your separate income. Likewise, a RDP (and an individual              Community income. Generally, community income is in-
in California who is married to an individual of the same             come from:
sex) must report half of all community income and all of his
or her separate income on his or her federal tax return.                • Community property.
Generally, the laws of the state in which you are domiciled             • Salaries, wages, and other pay received for the serv-
govern whether you have community property and com-                        ices performed by you, your spouse (or RDP/Califor-
munity income or separate property and separate income                     nia same-sex spouse), or both during your marriage

Table 1. General Rules — Property and Income: Community or Separate?
    Community property is property:                               Separate property is:
     • That you, your spouse (or RDP/California same-sex            • Property that you or your spouse (or RDP/California
       spouse), or both acquire during your marriage (or              same-sex spouse) owned separately before your
       registered domestic partnership/same-sex marriage in           marriage (or registered domestic partnership/same-sex
       California) while you are domiciled in a community             marriage in California).
       property state. (Includes the part of property bought with   • Money earned while domiciled in a noncommunity
       community property funds if part was bought with               property state.
       community funds and part with separate funds.)               • Property either of you received as a gift or inherited
     • That you and your spouse (or RDP/California same-sex           separately during your marriage (or registered domestic
       spouse) agreed to convert from separate to community           partnership/same-sex marriage in California).
       property.                                                    • Property bought with separate funds, or exchanged for
     • That cannot be identified as separate property.                separate property, during your marriage (or registered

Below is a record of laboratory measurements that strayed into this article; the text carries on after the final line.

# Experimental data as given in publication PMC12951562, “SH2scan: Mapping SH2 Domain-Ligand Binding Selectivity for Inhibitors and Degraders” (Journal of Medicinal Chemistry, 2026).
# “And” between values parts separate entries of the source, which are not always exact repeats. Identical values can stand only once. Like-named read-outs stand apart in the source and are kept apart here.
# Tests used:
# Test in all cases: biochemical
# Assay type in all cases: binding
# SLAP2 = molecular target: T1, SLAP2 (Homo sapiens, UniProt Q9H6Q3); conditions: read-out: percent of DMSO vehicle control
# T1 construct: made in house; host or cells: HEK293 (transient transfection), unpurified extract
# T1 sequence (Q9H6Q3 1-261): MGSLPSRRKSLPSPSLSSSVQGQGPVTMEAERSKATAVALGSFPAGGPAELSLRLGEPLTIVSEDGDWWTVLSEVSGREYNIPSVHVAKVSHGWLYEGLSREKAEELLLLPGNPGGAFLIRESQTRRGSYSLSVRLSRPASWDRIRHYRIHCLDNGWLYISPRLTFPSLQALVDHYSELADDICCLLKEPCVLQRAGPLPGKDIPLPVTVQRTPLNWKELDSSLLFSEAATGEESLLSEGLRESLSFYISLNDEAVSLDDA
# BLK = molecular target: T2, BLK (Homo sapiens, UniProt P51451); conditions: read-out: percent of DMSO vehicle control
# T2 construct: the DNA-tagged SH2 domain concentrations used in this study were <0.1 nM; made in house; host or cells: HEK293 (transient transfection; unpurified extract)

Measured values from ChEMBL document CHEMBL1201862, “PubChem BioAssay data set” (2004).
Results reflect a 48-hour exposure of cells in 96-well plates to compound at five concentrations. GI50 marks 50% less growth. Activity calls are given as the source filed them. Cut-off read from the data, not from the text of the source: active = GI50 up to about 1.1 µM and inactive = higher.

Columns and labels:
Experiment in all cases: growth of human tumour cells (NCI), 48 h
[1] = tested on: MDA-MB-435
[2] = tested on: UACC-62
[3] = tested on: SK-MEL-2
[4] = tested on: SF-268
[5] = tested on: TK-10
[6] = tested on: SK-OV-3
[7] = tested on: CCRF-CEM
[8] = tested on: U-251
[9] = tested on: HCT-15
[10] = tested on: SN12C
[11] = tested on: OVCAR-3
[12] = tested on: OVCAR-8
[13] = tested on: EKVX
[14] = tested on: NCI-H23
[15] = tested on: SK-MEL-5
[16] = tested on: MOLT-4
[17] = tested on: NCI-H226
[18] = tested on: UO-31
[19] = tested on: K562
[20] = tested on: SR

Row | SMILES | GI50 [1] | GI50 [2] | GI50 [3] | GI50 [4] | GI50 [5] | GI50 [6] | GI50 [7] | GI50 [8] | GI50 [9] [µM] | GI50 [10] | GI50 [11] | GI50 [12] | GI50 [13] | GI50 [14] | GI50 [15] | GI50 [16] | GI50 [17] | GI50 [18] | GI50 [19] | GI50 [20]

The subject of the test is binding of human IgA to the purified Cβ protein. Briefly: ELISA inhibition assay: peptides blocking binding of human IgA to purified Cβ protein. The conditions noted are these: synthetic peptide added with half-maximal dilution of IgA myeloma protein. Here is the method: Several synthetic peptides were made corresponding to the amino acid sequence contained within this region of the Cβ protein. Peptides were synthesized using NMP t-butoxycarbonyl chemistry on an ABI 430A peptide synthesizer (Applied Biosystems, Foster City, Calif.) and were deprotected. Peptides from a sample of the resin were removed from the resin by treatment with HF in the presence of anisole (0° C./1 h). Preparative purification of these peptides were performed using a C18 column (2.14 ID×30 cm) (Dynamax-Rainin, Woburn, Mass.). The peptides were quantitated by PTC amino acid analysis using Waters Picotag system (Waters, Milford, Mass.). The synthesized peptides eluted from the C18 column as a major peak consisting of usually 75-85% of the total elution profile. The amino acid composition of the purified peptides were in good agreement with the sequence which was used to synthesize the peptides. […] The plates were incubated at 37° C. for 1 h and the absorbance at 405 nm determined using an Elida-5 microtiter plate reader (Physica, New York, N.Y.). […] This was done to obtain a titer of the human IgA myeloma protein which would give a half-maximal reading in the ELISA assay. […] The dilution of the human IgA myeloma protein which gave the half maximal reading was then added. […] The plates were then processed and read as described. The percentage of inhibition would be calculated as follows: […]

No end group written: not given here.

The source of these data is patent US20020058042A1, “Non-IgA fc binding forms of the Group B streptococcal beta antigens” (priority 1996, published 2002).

domestic partnership/same-sex marriage in California).
                                                                    • Property that you and your spouse (or RDP/California
                                                                      same-sex spouse) agreed to convert from community to
                                                                      separate property through an agreement valid under
                                                                      state law.
                                                                    • The part of property bought with separate funds, if part
                                                                      was bought with community funds and part with
                                                                      separate funds.
    Community income 1,2,3 is income from:                          Separate income 1,2 is income from:
      • Community property.
                                                                       • Separate property. Separate income belongs to the
      • Salaries, wages, or pay for services of you, your spouse         spouse (or RDP/California same-sex spouse) who owns
        (or RDP/California same-sex spouse), or both during
                                                                         the property.
        your marriage (or registered domestic partnership/
        same-sex marriage in California).
      • Real estate that is treated as community property under
        the laws of the state where the property is located.
1 Caution: In Idaho, Louisiana, Texas, and Wisconsin, income from most separate property is community income.
2 Caution: Check your state law if you are separated but do not meet the conditions discussed in Spouses living apart all year. In some
  states, the income you earn after you are separated and before a divorce decree is issued continues to be community income. In other
  states, it is separate income.